Volunteers championing the cause of the River Thames

Like many other anglers I have the great good fortune to have access to a stretch of river that is totally free to fish ¬ licence required, of course.

The sport is brilliant and there are miles and miles of it. The trouble is that it is free fishing. No one controls it, looks after it or defends our rights to fish it. Enter Thames Anglers Conservancy.

Another local angler, James Page, who goes by the pseudonym of ‘A Mushroom’ (cover blown mate!) decided that, following copious pollution from sewerage works, something had to be done.

Borrowing the name from the old organisation that ran the river from Staines to Teddington (Port of London Authority downstream, NRA upstream, before the EA was formed), the Thames Conservancy, he set about enlisting the help of others in recruiting members.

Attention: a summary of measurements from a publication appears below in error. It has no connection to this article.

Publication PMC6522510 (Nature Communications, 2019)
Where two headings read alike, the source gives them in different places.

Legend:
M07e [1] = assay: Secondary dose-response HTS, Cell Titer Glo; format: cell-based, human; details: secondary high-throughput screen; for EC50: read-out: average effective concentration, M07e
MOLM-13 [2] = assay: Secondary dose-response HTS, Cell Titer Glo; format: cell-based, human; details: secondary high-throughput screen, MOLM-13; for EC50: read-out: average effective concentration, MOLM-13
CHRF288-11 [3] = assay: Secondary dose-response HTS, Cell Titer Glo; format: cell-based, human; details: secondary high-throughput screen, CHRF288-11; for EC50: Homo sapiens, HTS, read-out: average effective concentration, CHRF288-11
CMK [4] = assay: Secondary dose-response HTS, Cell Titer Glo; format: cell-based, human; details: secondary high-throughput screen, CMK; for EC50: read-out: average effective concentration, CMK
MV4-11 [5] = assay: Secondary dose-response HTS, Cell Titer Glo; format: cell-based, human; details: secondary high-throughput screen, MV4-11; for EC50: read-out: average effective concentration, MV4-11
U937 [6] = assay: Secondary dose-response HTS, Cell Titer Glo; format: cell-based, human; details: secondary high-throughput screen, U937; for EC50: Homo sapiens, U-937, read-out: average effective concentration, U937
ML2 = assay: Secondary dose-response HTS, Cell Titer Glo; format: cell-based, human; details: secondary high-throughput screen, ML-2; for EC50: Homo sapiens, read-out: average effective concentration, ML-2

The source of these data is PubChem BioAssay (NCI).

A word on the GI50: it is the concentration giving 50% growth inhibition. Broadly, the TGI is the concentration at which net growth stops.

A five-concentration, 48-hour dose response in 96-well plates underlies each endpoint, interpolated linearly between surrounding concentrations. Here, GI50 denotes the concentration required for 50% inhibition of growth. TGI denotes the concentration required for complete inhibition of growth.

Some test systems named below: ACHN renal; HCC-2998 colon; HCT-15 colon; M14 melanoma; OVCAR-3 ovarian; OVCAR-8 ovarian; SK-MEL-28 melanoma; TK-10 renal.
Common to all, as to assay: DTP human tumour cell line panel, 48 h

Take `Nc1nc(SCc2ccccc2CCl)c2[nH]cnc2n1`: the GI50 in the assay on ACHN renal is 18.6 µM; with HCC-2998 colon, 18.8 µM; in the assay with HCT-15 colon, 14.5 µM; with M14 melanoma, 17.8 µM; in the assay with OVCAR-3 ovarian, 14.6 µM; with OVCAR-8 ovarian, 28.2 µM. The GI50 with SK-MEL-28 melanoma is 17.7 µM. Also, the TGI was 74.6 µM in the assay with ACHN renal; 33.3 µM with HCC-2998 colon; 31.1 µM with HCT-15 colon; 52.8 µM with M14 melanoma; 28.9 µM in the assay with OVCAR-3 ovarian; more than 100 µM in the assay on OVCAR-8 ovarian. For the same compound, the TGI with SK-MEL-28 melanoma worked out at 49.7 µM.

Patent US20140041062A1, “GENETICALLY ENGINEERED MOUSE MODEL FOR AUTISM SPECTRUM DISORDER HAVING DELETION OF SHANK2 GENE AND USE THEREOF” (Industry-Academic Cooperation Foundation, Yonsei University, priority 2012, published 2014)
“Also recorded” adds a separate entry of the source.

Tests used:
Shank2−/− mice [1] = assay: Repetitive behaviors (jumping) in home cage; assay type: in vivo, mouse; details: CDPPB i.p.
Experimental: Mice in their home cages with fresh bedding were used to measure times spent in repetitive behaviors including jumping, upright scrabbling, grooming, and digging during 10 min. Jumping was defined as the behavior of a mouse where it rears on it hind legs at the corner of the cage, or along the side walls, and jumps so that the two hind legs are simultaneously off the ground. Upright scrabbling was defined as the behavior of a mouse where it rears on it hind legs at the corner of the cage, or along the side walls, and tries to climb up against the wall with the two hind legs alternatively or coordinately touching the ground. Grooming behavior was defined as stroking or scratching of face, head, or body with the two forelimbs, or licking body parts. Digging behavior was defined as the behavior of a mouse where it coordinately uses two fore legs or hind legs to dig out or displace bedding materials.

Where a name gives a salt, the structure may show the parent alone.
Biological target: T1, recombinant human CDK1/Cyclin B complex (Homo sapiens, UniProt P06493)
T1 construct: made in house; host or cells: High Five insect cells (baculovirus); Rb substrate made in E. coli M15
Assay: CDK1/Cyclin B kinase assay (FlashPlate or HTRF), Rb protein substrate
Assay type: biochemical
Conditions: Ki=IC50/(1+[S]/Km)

The group has just passed the 800-member mark - in under 12 months.
Membership is free because every officer is voluntary and money is raised by running events, also usually free but with a bucket passed around.

Some benefits are obvious already, with the TAC involved with residents’ groups, boaters (powered, rowed and paddled) as well as Thames Water and the EA. In a recent venture the club organised a pike-handling day at Walton on Thames. More than 80 turned up for tuition, 44 of them juniors who were all provided with a free set of forceps by Les Webber’s Angling Projects.

Other clubs were involved, namely the Walton branch of the Pike Anglers’ Club and the Osprey Specimen Group. Pike were caught and instruction on safe handling and unhooking was given, as well as demonstrations of how to fish, what tackle to use and descriptions of likely swims.

The EA was there, as were Thames lock staff - all in all remarkable co-operation and coordination.

Regular litter picks are held and the 200-black-bag mark rapidly approaches.

This relatively easy task holds the club, and angling in general, in great stead with the public, both local and visitors, of which the Lower Thames gets at least its fair share.

There is a full list of activities, with talks, shows and matches all in the pipeline. It may be parochial but anyone can log on to www.rivertac.org and see just how a similar group may benefit them.

It really does make sense.